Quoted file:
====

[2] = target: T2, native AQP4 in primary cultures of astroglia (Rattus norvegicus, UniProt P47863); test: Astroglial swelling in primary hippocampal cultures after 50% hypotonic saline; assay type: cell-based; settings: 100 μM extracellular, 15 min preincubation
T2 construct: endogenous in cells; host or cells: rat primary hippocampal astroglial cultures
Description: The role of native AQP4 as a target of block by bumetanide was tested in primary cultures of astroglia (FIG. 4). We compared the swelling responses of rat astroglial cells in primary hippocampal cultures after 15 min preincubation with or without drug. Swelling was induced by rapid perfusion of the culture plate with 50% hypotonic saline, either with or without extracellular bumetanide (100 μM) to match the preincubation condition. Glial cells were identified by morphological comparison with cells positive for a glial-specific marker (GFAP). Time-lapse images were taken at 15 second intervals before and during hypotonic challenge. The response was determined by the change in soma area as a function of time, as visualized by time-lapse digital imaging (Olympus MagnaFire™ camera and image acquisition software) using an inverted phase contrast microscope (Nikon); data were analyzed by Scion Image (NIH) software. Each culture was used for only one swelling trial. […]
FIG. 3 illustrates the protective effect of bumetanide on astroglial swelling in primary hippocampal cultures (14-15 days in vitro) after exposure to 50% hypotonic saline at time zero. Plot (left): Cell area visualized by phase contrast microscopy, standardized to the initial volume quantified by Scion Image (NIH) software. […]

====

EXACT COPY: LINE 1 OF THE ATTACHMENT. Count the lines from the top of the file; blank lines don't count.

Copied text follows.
[2] = target: T2, native AQP4 in primary cultures of astroglia (Rattus norvegicus, UniProt P47863); test: Astroglial swelling in primary hippocampal cultures after 50% hypotonic saline; assay type: cell-based; settings: 100 μM extracellular, 15 min preincubation